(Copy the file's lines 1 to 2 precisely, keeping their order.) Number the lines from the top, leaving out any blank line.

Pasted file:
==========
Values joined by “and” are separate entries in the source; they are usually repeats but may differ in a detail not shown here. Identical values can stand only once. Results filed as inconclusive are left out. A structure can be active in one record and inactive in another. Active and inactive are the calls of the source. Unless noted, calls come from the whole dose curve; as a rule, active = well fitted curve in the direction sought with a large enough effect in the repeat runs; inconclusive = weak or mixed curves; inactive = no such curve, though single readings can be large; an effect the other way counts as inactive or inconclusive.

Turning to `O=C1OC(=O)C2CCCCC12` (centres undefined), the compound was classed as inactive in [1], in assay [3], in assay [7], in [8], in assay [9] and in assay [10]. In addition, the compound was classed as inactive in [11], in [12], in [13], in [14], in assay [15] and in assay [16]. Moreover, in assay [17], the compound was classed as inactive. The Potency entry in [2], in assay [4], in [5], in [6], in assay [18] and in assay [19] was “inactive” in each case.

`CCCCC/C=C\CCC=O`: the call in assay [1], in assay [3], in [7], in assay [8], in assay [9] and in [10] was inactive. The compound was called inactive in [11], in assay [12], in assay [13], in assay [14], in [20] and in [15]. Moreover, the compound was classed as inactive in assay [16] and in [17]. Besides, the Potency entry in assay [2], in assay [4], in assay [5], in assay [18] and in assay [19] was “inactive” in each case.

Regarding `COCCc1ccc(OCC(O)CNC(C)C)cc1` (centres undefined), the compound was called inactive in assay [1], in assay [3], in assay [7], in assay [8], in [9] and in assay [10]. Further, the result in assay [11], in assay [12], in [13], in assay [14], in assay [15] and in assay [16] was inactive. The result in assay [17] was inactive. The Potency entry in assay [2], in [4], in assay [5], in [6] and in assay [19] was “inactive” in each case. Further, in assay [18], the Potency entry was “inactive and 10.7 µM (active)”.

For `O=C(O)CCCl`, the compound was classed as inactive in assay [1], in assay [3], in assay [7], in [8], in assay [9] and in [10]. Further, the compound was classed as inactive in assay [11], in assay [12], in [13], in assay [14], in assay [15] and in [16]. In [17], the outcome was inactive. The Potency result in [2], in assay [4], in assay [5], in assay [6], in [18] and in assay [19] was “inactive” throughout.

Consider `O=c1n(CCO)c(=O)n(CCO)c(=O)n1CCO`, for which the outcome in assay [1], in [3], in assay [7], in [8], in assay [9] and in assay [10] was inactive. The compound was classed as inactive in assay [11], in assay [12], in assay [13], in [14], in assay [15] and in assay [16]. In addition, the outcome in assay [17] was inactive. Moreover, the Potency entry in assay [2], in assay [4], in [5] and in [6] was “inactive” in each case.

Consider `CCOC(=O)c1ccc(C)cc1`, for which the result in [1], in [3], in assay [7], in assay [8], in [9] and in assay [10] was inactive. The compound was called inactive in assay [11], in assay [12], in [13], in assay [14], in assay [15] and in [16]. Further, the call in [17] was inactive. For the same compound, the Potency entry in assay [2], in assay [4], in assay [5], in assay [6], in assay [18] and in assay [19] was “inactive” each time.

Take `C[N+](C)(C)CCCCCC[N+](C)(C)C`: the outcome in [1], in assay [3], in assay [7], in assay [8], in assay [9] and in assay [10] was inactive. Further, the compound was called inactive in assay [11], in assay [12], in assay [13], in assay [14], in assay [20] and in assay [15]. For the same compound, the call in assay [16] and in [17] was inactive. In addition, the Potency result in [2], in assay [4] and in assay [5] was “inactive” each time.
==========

Values joined by “and” are separate entries in the source; they are usually repeats but may differ in a detail not shown here. Identical values can stand only once. Results filed as inconclusive are left out. A structure can be active in one record and inactive in another. Active and inactive are the calls of the source. Unless noted, calls come from the whole dose curve; as a rule, active = well fitted curve in the direction sought with a large enough effect in the repeat runs; inconclusive = weak or mixed curves; inactive = no such curve, though single readings can be large; an effect the other way counts as inactive or inconclusive.

Turning to `O=C1OC(=O)C2CCCCC12` (centres undefined), the compound was classed as inactive in [1], in assay [3], in assay [7], in [8], in assay [9] and in assay [10]. In addition, the compound was classed as inactive in [11], in [12], in [13], in [14], in assay [15] and in assay [16]. Moreover, in assay [17], the compound was classed as inactive. The Potency entry in [2], in assay [4], in [5], in [6], in assay [18] and in assay [19] was “inactive” in each case.